Nursing homes have been hit the worst of all health care sectors as chronic Medicaid underfunding combined with overwhelming pandemic-related expenses have left them struggling to compete for qualified staff. Since the start of the pandemic, nursing homes have lost 15 percent of their total workforce—more than any other health care setting.

As a result of this severe staffing shortage, providers are almost universally asking employees to work overtime, and the vast majority are backfilling shortages with temporary staffing. A January 2022 NIC Executive Survey showed 98 percent of respondents were paying overtime and 89 percent were using agency or temporary staff. In April 2020, just 85 percent of respondents were paying overtime and 36 percent were using agency or temporary staff.


The growing reliance on temporary staff has driven dramatic increases in agency costs. In hot markets, contract nurses can essentially name their price, particularly with the introduction of online platforms. One example is KARE, a platform that connects senior care and living providers with independent contractors, who set their own pay scale.

Competition for nurses is especially fierce. In 2021, registered nurse salaries increased about 4 percent to $81,376, according to a Wall Street Journal analysis of nearly 60,000 nurse salaries, excluding overtime and bonus pay. In 2020, nurse salaries increased 3.3 percent and in 2019, 2.6 percent.

Patrick McCormickLabor and contract disputes in a number of states are contributing to nationwide wage rate increases. In the face of possible strikes, a Connecticut health system settled on a $20-per-hour minimum for certified nursing assistants (CNAs) and $30 per hour for licensed practical nurses (LPNs). A landmark contract case in Oregon resulted in wage increases of as much as 30 percent, pushing minimum rates for CNAs to $18 per hour.

In addition to competing with deep-pocketed hospitals and health systems—some of which are offering nurses double-digit increases—long term care providers are increasingly seeing caregivers jump ship to join staffing agencies, where they can often earn higher hourly wages while meeting their needs for flexibility.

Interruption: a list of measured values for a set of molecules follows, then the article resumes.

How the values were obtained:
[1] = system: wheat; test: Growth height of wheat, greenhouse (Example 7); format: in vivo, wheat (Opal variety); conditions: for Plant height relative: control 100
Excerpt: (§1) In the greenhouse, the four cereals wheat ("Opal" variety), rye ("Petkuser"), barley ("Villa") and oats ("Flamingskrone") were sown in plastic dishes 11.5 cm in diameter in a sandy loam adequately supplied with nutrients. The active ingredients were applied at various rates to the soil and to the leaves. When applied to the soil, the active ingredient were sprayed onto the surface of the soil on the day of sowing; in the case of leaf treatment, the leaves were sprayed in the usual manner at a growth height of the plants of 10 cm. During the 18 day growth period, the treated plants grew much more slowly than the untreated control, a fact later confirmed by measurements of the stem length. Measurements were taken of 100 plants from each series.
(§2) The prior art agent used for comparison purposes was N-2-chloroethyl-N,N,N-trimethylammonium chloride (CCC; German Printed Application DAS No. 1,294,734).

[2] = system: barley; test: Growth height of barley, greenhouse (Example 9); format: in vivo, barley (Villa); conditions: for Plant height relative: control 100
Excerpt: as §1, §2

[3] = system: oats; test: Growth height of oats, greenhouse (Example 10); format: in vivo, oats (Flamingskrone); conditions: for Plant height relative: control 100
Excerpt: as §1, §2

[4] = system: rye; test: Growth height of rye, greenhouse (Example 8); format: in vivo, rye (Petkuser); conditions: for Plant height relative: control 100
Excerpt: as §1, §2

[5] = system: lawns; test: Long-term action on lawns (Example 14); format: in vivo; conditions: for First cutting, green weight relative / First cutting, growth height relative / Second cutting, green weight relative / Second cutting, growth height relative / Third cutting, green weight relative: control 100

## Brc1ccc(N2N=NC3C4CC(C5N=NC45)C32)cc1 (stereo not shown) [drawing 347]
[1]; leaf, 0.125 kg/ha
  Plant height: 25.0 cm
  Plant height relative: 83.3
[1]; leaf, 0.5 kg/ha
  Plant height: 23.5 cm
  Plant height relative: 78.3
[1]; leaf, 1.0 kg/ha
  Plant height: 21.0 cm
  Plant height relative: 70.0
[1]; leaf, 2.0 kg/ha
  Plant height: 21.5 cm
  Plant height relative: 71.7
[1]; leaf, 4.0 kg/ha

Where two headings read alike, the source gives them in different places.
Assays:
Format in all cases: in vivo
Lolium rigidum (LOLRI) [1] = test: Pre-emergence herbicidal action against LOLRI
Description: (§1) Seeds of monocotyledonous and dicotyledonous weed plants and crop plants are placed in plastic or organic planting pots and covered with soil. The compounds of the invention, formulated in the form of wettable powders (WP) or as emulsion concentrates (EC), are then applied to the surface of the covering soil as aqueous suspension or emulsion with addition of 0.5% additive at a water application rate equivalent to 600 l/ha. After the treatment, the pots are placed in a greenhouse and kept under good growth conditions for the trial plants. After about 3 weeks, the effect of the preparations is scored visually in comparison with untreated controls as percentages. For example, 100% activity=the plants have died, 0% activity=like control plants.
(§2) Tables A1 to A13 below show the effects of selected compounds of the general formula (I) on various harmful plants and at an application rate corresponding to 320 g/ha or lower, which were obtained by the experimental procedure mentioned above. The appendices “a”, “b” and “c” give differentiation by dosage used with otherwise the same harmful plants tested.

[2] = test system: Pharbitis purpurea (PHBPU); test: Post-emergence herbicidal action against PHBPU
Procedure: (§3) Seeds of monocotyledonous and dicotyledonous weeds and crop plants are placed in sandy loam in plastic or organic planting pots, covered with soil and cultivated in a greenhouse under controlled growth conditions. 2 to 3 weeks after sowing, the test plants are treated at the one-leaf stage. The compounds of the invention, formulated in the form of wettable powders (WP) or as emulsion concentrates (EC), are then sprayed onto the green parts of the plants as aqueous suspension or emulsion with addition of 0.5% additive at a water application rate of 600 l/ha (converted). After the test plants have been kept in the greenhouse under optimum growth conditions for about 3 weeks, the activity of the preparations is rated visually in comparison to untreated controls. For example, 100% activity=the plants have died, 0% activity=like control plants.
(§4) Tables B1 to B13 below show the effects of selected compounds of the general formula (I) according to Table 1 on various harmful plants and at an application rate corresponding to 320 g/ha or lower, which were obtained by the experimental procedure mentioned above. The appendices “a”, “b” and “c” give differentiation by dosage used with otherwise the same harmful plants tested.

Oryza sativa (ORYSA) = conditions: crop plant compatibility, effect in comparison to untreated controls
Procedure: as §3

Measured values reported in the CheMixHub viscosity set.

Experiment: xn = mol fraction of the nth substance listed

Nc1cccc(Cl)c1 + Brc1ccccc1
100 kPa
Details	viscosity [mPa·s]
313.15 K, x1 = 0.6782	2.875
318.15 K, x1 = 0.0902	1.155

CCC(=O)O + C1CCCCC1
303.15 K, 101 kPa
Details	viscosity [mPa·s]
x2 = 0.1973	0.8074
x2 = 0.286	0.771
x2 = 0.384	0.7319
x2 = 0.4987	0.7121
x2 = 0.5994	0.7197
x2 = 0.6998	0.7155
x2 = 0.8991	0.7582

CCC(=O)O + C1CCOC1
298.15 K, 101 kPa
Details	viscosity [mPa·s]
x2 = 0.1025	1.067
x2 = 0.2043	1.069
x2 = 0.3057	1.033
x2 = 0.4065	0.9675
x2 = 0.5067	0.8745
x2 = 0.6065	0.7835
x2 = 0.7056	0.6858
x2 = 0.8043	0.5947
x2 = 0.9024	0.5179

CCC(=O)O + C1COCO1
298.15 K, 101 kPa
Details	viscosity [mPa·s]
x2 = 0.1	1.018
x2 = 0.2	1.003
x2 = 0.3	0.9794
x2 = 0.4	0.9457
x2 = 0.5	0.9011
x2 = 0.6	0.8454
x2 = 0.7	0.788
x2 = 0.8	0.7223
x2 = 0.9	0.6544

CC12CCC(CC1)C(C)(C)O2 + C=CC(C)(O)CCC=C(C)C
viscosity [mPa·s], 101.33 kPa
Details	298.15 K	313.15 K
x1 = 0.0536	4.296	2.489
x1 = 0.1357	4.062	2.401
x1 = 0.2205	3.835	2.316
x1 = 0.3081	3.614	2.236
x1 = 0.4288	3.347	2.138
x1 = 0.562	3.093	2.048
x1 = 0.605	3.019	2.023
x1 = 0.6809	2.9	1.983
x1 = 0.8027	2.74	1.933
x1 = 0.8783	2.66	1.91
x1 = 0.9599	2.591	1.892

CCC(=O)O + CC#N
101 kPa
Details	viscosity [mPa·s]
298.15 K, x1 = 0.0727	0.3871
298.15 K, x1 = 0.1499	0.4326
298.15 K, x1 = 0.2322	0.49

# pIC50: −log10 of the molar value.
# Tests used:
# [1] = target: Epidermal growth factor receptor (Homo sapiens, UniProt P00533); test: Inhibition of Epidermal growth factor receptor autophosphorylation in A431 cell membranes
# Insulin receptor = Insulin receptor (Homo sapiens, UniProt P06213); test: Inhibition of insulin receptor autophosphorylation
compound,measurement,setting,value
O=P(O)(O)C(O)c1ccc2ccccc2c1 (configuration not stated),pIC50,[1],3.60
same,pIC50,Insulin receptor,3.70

Scott McLellan

There have been some innovative approaches to help providers alleviate the staffing crisis, such as a Minnesota initiative to recruit at least 1,000 new CNAs. The American Health Care Association (AHCA) and LeadingAge are advocating for Care for Our Seniors Act, which includes provisions to recruit and retain more long-term caregivers, as well as to enhance quality of care, oversight, and safety of facilities.

But for struggling senior care providers, these reforms could come too late. Most providers are spending government stimulus dollars to cover compensation increases, but given the rigid constraints of Medicaid reimbursement rates, the long-term viability of these higher wage rates remains murky at best. Considering that, pre-pandemic wages and benefits accounted for about two-thirds of the typical senior care provider's cost structure, these sharply increasing labor expenses aren't sustainable without an increase in Medicaid and Medicare reimbursement.

Denise Leonard

What's Next?
The bottom line is that providers need to step back and look at the business in a methodical way. The senior care landscape has changed significantly, and strategies that weren't possible even five years ago are available and becoming mainstream. For health care leaders, future growth and profitability hinge on new ways of thinking and a shift in perspective to reimagine what's possible.

Patrick McCormick is a partner and practice leader for Plante Moran's capital projects group, specializing in financial and market feasibility studies for senior care and living organizations.

Scott McLellan is a partner and leader for Plante Moran's Group Benefits & Brokerage Services, working with clients to develop cost-effective benefit strategies.

Denise Leonard is a partner, CPA, and leader for Plante Moran's senior care and living reimbursement practice focusing on guiding health care organizations through the ongoing changes in reimbursement and industry issues.